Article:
To follow its 2005 mainstream breakthrough, "Plans," Death Cab For Cutie opted to record live to analog tape with as few overdubs as possible. The outcome: "a sampling of the most uptempo, upbeat Deat
To follow its 2005 mainstream breakthrough, "Plans," Death Cab For Cutie opted to record live to analog tape with as few overdubs as possible. The outcome: "a sampling of the most uptempo, upbeat Death Cab songs as well as some of our saddest," bassist Nick Harmer tells Billboard.
On the as-yet-untitled album, due in late May via Atlantic, likely opener "Bixby Canyon Bridge" falls into the former category, while "The Ice Is Getting Thinner" "just breaks my heart every time," Harmer says. "It's a really pretty, electric guitar song ... it's somber like [the last album's] 'Brothers on a Hotel Bed.'"
Most unusual: the nine-minute jam "I Will Possess Your Heart," of which Harmer says, "We hit our stride on that song. We looked at the habitual things we've done in the past and tried to move beyond them."
The album also features the Long Winters' John Roderick and Pedro The Lion's David Bazan "singing on a couple of choruses, like a men's choir," as well as the song "Casino Blues," which frontman Ben Gibbard has previously debuted during his solo acoustic performances.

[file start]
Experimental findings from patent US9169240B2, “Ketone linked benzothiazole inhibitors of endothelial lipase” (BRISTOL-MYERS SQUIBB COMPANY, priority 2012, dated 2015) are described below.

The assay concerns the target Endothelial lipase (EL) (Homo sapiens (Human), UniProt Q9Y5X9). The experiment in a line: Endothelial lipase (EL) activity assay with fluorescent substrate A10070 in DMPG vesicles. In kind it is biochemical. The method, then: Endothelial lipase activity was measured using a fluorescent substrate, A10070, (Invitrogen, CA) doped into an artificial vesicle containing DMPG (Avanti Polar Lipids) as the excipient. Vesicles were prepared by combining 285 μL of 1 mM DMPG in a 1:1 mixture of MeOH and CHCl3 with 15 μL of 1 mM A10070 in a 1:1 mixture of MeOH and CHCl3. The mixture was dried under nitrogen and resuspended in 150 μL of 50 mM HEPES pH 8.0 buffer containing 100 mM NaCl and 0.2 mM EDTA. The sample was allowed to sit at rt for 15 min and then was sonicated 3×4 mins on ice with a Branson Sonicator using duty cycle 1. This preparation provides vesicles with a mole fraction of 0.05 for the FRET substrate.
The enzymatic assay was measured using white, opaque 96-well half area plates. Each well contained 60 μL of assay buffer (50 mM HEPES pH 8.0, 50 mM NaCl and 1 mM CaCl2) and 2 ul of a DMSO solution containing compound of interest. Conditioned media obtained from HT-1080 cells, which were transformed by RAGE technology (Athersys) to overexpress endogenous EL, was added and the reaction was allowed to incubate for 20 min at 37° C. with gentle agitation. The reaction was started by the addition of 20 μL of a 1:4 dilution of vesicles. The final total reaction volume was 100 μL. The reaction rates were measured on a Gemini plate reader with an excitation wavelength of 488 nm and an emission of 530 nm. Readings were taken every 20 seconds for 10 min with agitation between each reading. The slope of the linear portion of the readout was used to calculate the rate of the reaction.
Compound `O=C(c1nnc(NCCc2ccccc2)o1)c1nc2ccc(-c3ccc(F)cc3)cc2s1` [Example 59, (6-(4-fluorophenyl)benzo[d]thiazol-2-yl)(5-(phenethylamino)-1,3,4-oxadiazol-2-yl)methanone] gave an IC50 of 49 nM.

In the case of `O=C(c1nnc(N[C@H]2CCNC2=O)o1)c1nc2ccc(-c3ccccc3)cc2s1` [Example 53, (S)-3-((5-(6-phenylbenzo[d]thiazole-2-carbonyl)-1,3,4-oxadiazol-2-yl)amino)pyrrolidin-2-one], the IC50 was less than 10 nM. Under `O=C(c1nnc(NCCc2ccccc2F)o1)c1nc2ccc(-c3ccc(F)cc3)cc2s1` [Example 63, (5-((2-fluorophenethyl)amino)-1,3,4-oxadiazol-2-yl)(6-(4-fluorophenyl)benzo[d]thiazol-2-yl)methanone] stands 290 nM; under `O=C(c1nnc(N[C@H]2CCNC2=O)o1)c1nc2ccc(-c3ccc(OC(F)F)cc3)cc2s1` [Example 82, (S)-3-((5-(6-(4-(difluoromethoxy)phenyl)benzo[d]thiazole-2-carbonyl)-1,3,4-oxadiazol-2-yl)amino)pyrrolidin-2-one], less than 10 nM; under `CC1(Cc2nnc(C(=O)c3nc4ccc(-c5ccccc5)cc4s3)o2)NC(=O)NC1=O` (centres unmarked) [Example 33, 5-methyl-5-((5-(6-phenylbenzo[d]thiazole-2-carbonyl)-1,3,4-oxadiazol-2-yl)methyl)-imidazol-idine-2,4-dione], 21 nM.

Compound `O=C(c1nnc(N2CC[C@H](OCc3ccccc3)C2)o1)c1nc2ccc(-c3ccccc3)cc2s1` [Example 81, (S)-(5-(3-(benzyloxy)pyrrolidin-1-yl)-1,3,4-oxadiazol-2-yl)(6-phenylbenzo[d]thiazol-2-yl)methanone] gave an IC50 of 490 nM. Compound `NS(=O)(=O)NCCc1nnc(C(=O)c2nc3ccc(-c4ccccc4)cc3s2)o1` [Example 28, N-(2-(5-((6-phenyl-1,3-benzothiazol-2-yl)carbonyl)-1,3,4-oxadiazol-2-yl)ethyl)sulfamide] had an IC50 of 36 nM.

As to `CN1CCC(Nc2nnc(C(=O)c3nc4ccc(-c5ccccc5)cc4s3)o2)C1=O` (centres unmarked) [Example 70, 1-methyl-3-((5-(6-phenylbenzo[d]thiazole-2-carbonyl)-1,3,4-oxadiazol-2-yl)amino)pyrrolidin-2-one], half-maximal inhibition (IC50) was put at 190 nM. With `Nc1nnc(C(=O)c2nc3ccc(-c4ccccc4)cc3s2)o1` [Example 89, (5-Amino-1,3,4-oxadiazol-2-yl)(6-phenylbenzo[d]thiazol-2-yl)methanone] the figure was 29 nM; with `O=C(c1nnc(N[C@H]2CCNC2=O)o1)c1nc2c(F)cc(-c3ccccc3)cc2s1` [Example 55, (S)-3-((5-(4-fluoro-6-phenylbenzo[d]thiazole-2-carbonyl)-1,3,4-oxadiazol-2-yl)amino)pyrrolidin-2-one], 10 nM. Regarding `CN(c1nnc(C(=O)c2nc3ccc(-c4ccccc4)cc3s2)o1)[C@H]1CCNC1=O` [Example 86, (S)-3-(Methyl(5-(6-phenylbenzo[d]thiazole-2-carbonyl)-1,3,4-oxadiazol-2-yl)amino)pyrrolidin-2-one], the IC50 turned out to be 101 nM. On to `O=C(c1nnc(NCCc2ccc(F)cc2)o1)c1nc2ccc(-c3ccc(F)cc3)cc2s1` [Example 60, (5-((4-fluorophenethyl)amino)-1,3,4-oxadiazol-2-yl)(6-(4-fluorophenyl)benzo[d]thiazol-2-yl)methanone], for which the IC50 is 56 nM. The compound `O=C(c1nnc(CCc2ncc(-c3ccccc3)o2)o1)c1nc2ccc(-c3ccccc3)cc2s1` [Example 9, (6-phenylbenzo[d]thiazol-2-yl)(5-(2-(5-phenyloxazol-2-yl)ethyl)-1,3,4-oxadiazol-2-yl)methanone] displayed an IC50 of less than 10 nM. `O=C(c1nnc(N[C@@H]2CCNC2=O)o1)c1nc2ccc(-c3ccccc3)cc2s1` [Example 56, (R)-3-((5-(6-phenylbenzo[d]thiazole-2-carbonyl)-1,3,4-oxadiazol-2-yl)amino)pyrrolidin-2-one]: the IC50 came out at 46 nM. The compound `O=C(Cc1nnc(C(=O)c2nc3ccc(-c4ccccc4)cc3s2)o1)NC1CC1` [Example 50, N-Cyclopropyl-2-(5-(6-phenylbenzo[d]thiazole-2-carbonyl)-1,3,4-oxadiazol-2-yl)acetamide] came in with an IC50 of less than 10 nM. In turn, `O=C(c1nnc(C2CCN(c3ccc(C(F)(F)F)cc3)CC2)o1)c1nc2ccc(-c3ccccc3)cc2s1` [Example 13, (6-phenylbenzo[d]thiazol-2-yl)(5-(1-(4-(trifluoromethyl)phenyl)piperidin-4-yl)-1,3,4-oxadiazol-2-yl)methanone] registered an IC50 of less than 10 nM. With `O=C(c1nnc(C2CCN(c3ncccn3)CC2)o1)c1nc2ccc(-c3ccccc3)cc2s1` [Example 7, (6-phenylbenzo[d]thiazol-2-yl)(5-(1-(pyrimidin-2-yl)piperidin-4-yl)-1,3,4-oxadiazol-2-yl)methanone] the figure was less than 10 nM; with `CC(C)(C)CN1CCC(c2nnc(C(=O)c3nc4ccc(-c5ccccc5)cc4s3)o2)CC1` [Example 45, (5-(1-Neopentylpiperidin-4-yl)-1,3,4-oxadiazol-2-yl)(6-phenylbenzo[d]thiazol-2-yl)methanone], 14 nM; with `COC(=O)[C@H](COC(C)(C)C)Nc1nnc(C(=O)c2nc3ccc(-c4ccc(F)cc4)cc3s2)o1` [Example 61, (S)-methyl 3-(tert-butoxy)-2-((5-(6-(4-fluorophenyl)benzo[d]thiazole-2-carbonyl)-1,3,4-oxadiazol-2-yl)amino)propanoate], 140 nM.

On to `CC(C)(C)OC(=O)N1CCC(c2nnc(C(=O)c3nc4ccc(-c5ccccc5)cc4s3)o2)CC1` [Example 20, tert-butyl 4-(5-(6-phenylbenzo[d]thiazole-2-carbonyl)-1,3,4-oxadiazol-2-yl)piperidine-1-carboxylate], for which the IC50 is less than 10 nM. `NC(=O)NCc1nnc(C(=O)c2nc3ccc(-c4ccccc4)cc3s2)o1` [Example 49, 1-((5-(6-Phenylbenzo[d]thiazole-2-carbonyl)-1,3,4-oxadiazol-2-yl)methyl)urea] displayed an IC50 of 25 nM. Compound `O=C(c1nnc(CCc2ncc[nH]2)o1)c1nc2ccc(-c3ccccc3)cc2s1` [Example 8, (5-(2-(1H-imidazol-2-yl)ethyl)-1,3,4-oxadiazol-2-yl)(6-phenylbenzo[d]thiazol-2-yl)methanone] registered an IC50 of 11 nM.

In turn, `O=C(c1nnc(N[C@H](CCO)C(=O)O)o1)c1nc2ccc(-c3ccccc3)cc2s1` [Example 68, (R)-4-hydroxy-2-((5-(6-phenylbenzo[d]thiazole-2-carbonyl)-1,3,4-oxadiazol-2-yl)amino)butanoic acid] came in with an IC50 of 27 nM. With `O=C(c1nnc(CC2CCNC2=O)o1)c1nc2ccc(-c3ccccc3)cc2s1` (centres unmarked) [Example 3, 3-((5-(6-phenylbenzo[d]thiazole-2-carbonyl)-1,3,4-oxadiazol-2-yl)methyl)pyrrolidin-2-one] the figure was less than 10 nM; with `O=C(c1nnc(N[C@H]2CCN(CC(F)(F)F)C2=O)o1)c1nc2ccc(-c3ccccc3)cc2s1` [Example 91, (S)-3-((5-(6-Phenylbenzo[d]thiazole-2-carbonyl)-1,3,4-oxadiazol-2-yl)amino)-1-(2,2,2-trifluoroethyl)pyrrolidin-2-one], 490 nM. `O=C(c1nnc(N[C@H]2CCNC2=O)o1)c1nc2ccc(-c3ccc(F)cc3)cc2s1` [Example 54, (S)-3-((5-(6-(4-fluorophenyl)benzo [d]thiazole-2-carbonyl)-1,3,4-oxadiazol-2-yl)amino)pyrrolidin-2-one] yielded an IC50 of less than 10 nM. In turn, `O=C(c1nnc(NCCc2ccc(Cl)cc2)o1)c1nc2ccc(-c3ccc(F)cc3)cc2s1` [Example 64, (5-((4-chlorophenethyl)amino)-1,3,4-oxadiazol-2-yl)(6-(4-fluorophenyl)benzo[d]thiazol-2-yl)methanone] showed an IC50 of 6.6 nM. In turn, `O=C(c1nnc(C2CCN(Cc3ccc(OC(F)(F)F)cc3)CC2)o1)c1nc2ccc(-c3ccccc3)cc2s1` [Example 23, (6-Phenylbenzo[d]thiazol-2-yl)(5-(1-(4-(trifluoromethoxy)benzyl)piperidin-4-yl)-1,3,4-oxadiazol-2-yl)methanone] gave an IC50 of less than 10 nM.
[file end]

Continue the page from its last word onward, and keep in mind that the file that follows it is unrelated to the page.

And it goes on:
For his part, guitarist Chris Walla describes the album as "really weird. It's really, really good, I think, but it's totally a curve ball, and I think it's gonna be a really polarizing record. But I'm really excited about it. It's really got some teeth. The landscape of the thing is way, way more lunar than the urban meadow sort of thing that has been happening for the last couple of records."
Walla adds that it's "louder and more dissonant and ... I think abrasive would be a good word to use." A variety of influences factored into the album, he says, including Harmer's taste for "heavy, sludgy, slow metal" and Walla's rekindled interest in the synth-punk band Braniac.
Of course, a sea change after the success of "Plans" is risky, but Walla says Death Cab is collectively up for challenging its fans. "On ('Plans') we were really making a lot of decisions based on what we felt other people were gonna think," he explains. "But this record, there's this kind of slightly malicious glee that we all have that it sounds kind of crazy. It's pretty fun."
Meanwhile, Walla is crafting plans to promote his new Barsuk solo album, "Field Manual" (Jan. 29), even as the Death Cab campaign begins. He hopes to play some shows of his own but says that he'd "be surprised if I was able to do anything significant until June or July, if not later."
And it's unlikely he'd choose to open for Death Cab, even though Gibbard "floated" the idea. "I don't think it would be a very good idea, ultimately," he says, "if for no other reason than that's a long time for any one person to be on stage.